- The "no" vote on a new Kenyan constitution seems to get larger consequences than originally feared. President Mwa Kibaki has dissolved the government and a large part of Kenyans have started demanding new elections. Voters had turned against parliament and the President, critics hold.
Following his defeat in Monday's referendum over a new constitution, President Kibaki yesterday afternoon sacked his entire cabinet. Seven ministers of his ruling Rainbow Coalition (NARC) had been highly profiled "no" campaigners, while others had stood behind the President's "yes" recommendation to voters.
"Following the results of the referendum, it has become necessary for me, as the President of the Republic, to reorganise my government to make it more cohesive and better able to serve the people of Kenya," President Kibaki said, addressing the nation on radio and television.
He added that the dissolution of government had an "immediate effect". All ministerial posts are therefore currently vacated. "A reconstituted government will be in place within two weeks," President Kibaki told Kenyans in his short broadcasted speech.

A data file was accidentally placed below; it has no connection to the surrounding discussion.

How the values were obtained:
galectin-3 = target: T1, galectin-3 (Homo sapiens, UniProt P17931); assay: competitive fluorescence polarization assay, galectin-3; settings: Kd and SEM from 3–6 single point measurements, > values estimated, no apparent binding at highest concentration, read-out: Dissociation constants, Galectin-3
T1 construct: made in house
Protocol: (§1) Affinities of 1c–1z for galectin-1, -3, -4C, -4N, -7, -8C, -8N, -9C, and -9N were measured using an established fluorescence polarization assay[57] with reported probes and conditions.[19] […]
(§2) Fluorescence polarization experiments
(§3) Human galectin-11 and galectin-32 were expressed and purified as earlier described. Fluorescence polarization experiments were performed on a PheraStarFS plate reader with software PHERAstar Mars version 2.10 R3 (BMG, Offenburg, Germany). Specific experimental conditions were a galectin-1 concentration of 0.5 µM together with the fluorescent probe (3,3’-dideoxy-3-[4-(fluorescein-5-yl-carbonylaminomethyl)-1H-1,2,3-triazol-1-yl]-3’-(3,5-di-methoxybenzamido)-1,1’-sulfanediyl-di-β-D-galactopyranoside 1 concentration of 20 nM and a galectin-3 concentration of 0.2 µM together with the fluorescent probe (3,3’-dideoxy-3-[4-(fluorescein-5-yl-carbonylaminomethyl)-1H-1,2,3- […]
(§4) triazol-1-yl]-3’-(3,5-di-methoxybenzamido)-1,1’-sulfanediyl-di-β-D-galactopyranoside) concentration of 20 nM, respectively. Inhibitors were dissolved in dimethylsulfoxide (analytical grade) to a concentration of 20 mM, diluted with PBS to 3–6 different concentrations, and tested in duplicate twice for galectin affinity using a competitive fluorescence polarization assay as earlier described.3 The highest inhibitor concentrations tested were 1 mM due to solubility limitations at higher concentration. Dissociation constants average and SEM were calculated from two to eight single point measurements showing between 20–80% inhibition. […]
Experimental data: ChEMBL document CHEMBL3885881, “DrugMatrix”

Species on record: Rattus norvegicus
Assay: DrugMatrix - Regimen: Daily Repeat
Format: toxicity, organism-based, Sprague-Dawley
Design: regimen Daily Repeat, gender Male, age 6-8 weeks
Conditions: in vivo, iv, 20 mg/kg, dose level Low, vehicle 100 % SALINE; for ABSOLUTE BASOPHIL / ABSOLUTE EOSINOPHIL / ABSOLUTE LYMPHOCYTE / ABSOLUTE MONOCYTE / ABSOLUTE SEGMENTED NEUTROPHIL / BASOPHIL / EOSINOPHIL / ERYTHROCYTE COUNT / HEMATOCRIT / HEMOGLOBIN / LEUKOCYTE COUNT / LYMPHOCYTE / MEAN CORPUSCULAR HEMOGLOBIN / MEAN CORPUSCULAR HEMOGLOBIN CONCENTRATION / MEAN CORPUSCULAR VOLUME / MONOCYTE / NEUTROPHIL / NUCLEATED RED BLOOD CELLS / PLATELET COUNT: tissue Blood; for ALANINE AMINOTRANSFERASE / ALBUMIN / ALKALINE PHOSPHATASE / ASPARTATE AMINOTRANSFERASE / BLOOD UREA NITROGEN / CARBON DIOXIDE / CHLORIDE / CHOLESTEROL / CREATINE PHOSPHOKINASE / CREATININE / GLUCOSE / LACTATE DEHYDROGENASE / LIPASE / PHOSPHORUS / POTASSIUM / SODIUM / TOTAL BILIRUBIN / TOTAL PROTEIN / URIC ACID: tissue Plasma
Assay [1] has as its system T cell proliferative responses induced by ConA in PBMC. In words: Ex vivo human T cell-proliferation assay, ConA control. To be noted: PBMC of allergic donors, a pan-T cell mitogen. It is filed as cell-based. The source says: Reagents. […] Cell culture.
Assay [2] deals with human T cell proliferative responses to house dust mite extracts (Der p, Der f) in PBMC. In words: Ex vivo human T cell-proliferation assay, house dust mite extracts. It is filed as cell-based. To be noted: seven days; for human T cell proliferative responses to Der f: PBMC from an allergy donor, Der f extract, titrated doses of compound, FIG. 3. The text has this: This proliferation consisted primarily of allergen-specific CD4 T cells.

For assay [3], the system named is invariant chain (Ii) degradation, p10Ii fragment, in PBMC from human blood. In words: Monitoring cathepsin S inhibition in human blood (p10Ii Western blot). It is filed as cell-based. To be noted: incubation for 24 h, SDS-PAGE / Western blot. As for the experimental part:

Strong reactions to government's dissolution first started coming today. Both the formerly ruling opposition KANU party and leading figures from the "no" campaign today have called for a dissolution of parliament as well. The "no" vote and the sacking of government needed to lead to new elections, they hold.
The demand for new elections is spreading rapidly. It is generally assessed that a large part of those Kenyans voting against the new constitution principally wanted to protest against President Kibaki's policies. He is widely accused of not keeping his election promises on fighting poverty and corruption.
Leaders of the KANU opposition, who were united in their vote against the new constitution, today say that Kenyans had given a vote of no confidence against Parliament, which was in favour of the draft constitution. KANU Secretary-General William Ruto said Parliament had been "discredited" by the referendum and called for new elections.
The sacking of cabinet and demands for fresh elections have also silence the debate on whether works on a new constitution should be re-launched. The "no" campaign early yesterday had invited "yes" voters to join in an attempt to rewrite the draft while learning a lesson from people's demands.
President Kibaki, after recognising defeat, has not mentioned this with one word. He refers to the old constitution of 1963 as Kenya's legal framework, saying there is no power vacuum.
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